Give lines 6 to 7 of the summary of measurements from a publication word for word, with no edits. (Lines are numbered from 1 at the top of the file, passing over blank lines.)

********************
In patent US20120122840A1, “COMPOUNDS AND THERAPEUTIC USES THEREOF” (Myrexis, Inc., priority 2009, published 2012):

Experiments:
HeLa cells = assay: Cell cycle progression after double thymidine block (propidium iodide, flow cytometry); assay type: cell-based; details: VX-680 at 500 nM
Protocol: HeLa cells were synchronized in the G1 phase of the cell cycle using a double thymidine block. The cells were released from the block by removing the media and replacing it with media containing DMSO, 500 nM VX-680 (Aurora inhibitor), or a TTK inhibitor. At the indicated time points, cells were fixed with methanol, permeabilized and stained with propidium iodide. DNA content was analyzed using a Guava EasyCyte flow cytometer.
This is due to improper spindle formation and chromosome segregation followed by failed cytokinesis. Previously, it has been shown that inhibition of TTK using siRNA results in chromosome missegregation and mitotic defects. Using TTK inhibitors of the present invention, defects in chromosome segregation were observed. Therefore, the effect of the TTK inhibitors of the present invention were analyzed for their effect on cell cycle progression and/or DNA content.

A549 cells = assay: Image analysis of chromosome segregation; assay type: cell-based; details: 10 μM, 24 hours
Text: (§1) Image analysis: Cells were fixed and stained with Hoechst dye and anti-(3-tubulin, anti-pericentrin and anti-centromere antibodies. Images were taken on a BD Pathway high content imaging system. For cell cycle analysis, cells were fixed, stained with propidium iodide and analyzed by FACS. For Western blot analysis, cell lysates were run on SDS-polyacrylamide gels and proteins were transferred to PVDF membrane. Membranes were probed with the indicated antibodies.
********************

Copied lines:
A549 cells = assay: Image analysis of chromosome segregation; assay type: cell-based; details: 10 μM, 24 hours
Text: (§1) Image analysis: Cells were fixed and stained with Hoechst dye and anti-(3-tubulin, anti-pericentrin and anti-centromere antibodies. Images were taken on a BD Pathway high content imaging system. For cell cycle analysis, cells were fixed, stained with propidium iodide and analyzed by FACS. For Western blot analysis, cell lysates were run on SDS-polyacrylamide gels and proteins were transferred to PVDF membrane. Membranes were probed with the indicated antibodies.